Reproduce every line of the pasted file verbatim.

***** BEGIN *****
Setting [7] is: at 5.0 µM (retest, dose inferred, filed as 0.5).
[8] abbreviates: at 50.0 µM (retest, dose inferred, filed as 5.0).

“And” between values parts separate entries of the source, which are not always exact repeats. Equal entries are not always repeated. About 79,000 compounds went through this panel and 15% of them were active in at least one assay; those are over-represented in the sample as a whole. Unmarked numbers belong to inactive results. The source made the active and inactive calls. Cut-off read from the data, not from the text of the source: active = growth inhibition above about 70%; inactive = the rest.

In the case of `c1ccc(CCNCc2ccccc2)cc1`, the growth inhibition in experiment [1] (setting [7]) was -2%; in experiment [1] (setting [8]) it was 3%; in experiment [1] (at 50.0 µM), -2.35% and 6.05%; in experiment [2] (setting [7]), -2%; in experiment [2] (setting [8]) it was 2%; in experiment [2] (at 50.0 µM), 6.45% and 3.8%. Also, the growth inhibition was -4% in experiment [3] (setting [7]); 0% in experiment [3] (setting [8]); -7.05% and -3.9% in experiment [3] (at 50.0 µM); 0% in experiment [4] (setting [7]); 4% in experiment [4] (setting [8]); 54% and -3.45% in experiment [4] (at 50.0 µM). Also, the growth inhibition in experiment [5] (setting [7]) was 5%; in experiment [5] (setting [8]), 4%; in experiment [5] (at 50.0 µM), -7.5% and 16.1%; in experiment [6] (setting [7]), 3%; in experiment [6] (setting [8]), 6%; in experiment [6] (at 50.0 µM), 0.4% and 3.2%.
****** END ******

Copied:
Setting [7] is: at 5.0 µM (retest, dose inferred, filed as 0.5).
[8] abbreviates: at 50.0 µM (retest, dose inferred, filed as 5.0).

“And” between values parts separate entries of the source, which are not always exact repeats. Equal entries are not always repeated. About 79,000 compounds went through this panel and 15% of them were active in at least one assay; those are over-represented in the sample as a whole. Unmarked numbers belong to inactive results. The source made the active and inactive calls. Cut-off read from the data, not from the text of the source: active = growth inhibition above about 70%; inactive = the rest.

In the case of `c1ccc(CCNCc2ccccc2)cc1`, the growth inhibition in experiment [1] (setting [7]) was -2%; in experiment [1] (setting [8]) it was 3%; in experiment [1] (at 50.0 µM), -2.35% and 6.05%; in experiment [2] (setting [7]), -2%; in experiment [2] (setting [8]) it was 2%; in experiment [2] (at 50.0 µM), 6.45% and 3.8%. Also, the growth inhibition was -4% in experiment [3] (setting [7]); 0% in experiment [3] (setting [8]); -7.05% and -3.9% in experiment [3] (at 50.0 µM); 0% in experiment [4] (setting [7]); 4% in experiment [4] (setting [8]); 54% and -3.45% in experiment [4] (at 50.0 µM). Also, the growth inhibition in experiment [5] (setting [7]) was 5%; in experiment [5] (setting [8]), 4%; in experiment [5] (at 50.0 µM), -7.5% and 16.1%; in experiment [6] (setting [7]), 3%; in experiment [6] (setting [8]), 6%; in experiment [6] (at 50.0 µM), 0.4% and 3.2%.